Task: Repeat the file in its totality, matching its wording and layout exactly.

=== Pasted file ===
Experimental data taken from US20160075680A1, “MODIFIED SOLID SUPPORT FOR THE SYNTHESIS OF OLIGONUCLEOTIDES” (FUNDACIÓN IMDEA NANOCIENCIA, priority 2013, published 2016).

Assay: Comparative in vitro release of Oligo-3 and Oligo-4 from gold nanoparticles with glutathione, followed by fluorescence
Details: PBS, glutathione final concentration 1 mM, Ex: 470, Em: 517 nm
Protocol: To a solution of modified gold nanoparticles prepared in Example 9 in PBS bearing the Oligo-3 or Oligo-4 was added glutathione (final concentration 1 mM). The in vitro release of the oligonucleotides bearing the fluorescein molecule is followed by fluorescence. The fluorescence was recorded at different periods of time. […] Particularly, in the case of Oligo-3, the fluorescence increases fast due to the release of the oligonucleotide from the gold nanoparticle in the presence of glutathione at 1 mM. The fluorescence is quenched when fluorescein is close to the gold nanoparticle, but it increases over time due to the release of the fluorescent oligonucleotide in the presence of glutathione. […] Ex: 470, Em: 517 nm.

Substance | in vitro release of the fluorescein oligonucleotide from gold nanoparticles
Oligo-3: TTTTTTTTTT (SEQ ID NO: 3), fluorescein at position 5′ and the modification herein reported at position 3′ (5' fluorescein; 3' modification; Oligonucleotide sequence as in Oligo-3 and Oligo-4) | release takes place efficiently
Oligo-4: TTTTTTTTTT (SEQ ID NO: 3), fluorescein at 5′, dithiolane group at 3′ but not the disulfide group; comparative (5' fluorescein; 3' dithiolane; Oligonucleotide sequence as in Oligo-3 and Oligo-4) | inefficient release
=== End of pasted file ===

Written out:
Experimental data taken from US20160075680A1, “MODIFIED SOLID SUPPORT FOR THE SYNTHESIS OF OLIGONUCLEOTIDES” (FUNDACIÓN IMDEA NANOCIENCIA, priority 2013, published 2016).

Assay: Comparative in vitro release of Oligo-3 and Oligo-4 from gold nanoparticles with glutathione, followed by fluorescence
Details: PBS, glutathione final concentration 1 mM, Ex: 470, Em: 517 nm
Protocol: To a solution of modified gold nanoparticles prepared in Example 9 in PBS bearing the Oligo-3 or Oligo-4 was added glutathione (final concentration 1 mM). The in vitro release of the oligonucleotides bearing the fluorescein molecule is followed by fluorescence. The fluorescence was recorded at different periods of time. […] Particularly, in the case of Oligo-3, the fluorescence increases fast due to the release of the oligonucleotide from the gold nanoparticle in the presence of glutathione at 1 mM. The fluorescence is quenched when fluorescein is close to the gold nanoparticle, but it increases over time due to the release of the fluorescent oligonucleotide in the presence of glutathione. […] Ex: 470, Em: 517 nm.

Substance | in vitro release of the fluorescein oligonucleotide from gold nanoparticles
Oligo-3: TTTTTTTTTT (SEQ ID NO: 3), fluorescein at position 5′ and the modification herein reported at position 3′ (5' fluorescein; 3' modification; Oligonucleotide sequence as in Oligo-3 and Oligo-4) | release takes place efficiently
Oligo-4: TTTTTTTTTT (SEQ ID NO: 3), fluorescein at 5′, dithiolane group at 3′ but not the disulfide group; comparative (5' fluorescein; 3' dithiolane; Oligonucleotide sequence as in Oligo-3 and Oligo-4) | inefficient release